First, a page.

Nearly 3 Years On: What We Know About Long Covid

“Long COVID, is the term used to describe when people start to recover, or seem to recover, from COVID-19, but then continue to suffer from symptoms. For some, it’s gone on for 2 years or longer. There’s no approved treatment, & the causes are not understood. But evidence shows: Long COVID is a post-viral condition affecting a large percentage of people who become infected. It can be utterly debilitating, or mildly annoying” [1]

The Countless Symptoms

As the Centers for Disease Control and Prevention (CDC), note: symptoms of long COVID can include:

• Fatigue or tiredness that impede day-to-day living
• Symptoms that are exacerbated after mental or physical endeavours (also referred to as “post-exertional malaise”)
• Shortness of breath or trouble breathing
• Pain in the chest
• Cough
• Fever
• Heart palpitations (pounding or fast-beating heart)
• Headache
• Brain fog (having trouble concentrating or thinking)
• Insomnia
• Feeling dizzy when standing up
• Experiencing pins-and-needles
• Changes in taste or smell
• Anxiety or depression
• Pain in the stomach
• Rash
• Diarrhoea
• Muscle or joint pain
• Back pain
• Menstrual cycle changes [1, 2].

The Long Hard Road

“People with post-COVID conditions may develop or continue to have symptoms that are hard to explain & manage. Moreover, long COVID can substantially limit a major life activity. For example: a person with long COVID who has lung damage that causes shortness of breath, fatigue, & related effects, is substantially limited in respiratory function, among other major life activities” [1]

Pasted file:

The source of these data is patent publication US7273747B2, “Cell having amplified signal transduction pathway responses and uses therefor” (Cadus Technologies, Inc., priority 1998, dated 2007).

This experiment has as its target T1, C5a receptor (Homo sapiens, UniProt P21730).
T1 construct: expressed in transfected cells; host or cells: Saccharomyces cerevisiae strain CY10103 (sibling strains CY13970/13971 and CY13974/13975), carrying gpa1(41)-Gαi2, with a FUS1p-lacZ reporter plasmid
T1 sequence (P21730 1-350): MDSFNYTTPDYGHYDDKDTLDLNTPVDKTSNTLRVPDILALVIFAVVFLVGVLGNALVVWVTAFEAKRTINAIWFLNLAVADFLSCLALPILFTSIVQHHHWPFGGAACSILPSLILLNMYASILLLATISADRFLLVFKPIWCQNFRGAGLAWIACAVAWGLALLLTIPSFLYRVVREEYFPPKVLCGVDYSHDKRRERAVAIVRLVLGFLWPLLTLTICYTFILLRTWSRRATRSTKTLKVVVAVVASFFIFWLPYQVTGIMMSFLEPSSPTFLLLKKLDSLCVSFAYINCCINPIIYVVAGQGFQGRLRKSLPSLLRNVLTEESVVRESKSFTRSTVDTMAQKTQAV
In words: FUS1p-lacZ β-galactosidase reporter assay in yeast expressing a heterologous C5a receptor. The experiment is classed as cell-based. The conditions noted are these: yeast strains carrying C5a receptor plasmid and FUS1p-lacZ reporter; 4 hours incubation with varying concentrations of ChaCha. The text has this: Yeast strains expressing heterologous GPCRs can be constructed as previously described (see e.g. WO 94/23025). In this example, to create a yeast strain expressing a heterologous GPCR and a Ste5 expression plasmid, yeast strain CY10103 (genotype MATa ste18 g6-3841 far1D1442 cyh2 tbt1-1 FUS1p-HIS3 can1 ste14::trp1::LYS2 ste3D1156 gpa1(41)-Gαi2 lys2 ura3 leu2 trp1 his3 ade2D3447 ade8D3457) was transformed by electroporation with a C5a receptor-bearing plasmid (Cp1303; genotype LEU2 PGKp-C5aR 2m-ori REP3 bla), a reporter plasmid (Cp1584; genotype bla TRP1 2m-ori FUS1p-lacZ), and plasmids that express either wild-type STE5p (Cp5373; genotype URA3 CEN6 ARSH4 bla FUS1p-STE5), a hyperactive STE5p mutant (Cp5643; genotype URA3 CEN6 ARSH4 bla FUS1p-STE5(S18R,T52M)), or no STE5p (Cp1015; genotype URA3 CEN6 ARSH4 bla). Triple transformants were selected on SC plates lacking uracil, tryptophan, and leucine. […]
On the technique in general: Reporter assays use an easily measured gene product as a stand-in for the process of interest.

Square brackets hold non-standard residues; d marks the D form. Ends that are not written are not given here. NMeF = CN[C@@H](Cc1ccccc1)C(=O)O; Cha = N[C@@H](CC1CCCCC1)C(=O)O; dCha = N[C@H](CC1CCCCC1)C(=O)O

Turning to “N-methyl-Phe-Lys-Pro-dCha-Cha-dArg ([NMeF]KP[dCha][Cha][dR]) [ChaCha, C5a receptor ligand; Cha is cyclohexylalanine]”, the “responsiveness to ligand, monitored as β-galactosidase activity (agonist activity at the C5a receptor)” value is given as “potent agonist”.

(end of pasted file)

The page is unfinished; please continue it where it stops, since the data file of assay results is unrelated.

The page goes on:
The Centers for Disease Control estimate that 19% of American patients who have ever contracted COVID-19, suffer long COVID symptoms. Further, a September 2021 University of Oxford study, determined that over a third of UK patients experienced long COVID symptoms for a period of 3 to 6 months post-COVID-19 diagnosis. Moreover, as recorded by the medical journal, Lancet Respiratory Medicine, one Chinese study showed that 55% of COVID-19 patients, experienced one or more lingering symptoms 24 months later [1].

The Age Factor

“Older adults are less likely to have long COVID than younger adults. Nearly three times as many adults ages 50-59 currently have long COVID than those age 80 & older, & women & racial & ethnic minorities are more likely to be affected [1]

Back Pain

One in five people experiencing COVID-19, suffer from back pain. It is thought that this could be due to the fact that COVID-19 generates inflammation, which, together with muscle pain, results in back pain [2]. If you are experiencing back pain, contact a Pain Specialist. Pain doctors are highly experienced in determining the root of the problem, and are very familiar with COVID-19 symptoms.


[1]. Fox. M. (2022). “What We Know About Long COVID So Far.” WebMD.

[2]. Joi, P. (2022). “Why does COVID-19 cause back pain?” Gavi.